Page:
Although some comrades have fallen, Pride has managed to make things a little more colourful again. Maybe that’s because perspectives are changing; things don’t seem that black and white anymore.
Take the detention camp down the street; I pass that pile of trash bags regularly to watch their behaviour in daily life and I have to be honest, they don’t seem that aggressive.
Actually, they seem downright lethargic. Engaged in a game of pickup, most of them just flop over each other like dirty hippies:
No wonder they’re so out of shape!
As the War gets more complex and information becomes muddled, I’m starting to wonder how much of a threat they really are. Maybe they’re just puppets of the 416/79 light infantry. Mushy, stinky puppets.
I wonder if they feel loss the same way we do, if they express their grief and sorrow just like us:
(yup, more Pride stuff)
Where was I going with this again? Oh yeah; grief and sorrow just like us. I wonder if they love and hate like we do, raise children, grow old, have to keep putting up with incessant TV shoots in their neighbourhoods:
I’ll admit it; I’m confused.
Who’s Being Erica, and why is she in the middle of my War reportage? Maybe after the War correspondence desk gets some shut eye will it make more sense. Maybe after some sleep will the War correspondence desk will stop referring to himself as a desk in the third person.
They marched in solidarity; all marched in peace; many marched with stately grace; some marched with erections.
Pride two-oh-nine. Despite the overcast, it was a blast. People of all sorts showed up, from the surprisingly foreign to the surprisingly naked:
Wow! Bet you didn’t expect that with your Sunday croissant! But it wasn’t all fun and free-swingin’ frolic. General Miller scurried through the crowd seeking out insurgents and taking them out with his bare hands:
The man in the middle of the group conducting himself surreptitiously is Adam Vaughan. He’s not been too popular with the electorate lately; maybe that’s why he’s hanging out with my girl. Too bad being awesome doesn’t rub off as easily as body glitter.
I imagined the boisterous procession would be a wonderful morale booster and I think the crowd supported that idea. Everyone screamed as loudly as they could at every opportunity, trampling trash underfoot to demonstrate their spirit of solidarity and resoluteness. The throng was composed of every age, every colour, every race, every gender, and many in between:
As you may recall, I had eagerly anticipated the military portion of the parade. Keeping in mind that the two Canadian tanks we have are off fighting the War, I was pleasantly surprised to see almost the entire remaining fighting force winding its way down Yonge street:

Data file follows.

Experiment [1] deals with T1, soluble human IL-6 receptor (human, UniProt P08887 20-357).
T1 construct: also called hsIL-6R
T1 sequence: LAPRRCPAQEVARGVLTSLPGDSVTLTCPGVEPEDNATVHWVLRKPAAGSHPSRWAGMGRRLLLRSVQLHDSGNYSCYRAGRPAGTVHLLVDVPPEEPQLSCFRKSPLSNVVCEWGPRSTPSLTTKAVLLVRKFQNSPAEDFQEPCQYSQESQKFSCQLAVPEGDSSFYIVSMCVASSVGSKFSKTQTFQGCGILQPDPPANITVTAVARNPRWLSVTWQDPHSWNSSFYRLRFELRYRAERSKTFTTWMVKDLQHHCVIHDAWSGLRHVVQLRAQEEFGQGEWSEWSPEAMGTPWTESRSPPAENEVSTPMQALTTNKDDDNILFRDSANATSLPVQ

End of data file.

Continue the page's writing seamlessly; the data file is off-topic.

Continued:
As the parade wound down and out onto Gerrard (yeah, it’s that kind of street), the crowd dispersed in every direction creating that hilarious people-wedged-in-the-doorway moment. On a much bigger scale. It wasn’t funny being part of it though. The trash underfoot was making all sorts of ridiculous noises and everybody wanted to stop in the middle of the sidewalk to make a phone call. The only people to escape the crush were the people hanging off the sides of buildings:
How’s that for not liking trash? They don’t even want to be on the same level as it!
At the end of the day I was filled with renewed pride (so that’s why they call it that!), renewed hope, and renewed vision. And the streets are neater today than they were yesterday! Well done. Well done.
The pictorial War on Trash was eclipsed today by other news: the death of Michael Jackson. Details on his death are still somewhat sketchy but I wouldn’t be surprised to learn that he was smothered by an imploded face.
Unfortunately, the news machine has managed to omit some of the truly important details while focusing on the less relevant.
For example, Michael Levine (Jackson’s former manager), is quoted as saying, “It seemed to me that his internal essence was at war with the norms of the world.” Uh-huh. If by “internal essence” he meant penis, and by “norms of the world” he meant adults. The explanations for Michael’s behaviour were as clunky as that analogy. I grew up with his music just like all the other teary-eyed mourners out there, but he’s still a kiddy diddler. That kinda spoils it for me.
Come to think of it, we’ve really been under-served by our the media during this conflict. The strike survival guides that have been prepared for civilians leave a lot to be desired. Here are some samples citing how to deal with trash:
Some time in the red-eye hours of this morning, the commander in chief (left) made the heroic decision to dig in his heels and prepare for a lengthy siege.
The first step was to set up detention centres for asylum seekers; the city has no doubt that we’ll be seeing many defectors from the other side. I was skeptical but hardly had they opened the gates than the first truckload was brought in.
Despite looking exactly like the deathly piles of trash we’ve been witness to, this lively group made a conscious decision to abandon their ranks:
Of course, this skill for mimicry makes them that much more dangerous. I remain skeptical.
General Miller is offering an olive branch; let’s see what happens. But just in case:
The building in the back is the Moss Park Armoury; no coincidence. I don’t mean to say that I’m a fan of herding bags into steel cages with guns pointed at them, but I’m also a pragmatist. I hope for the best but know that this is all likely necessary.
The short distance to my flat is unnerving, but I suppose nowhere in this town is safe. Even the front lawn is a short distance from becoming a pedestrian parade of obscenities:
That’s what war does to people; make them write using words like “pedestrian” and “obscenities”. And “parade”. What a price.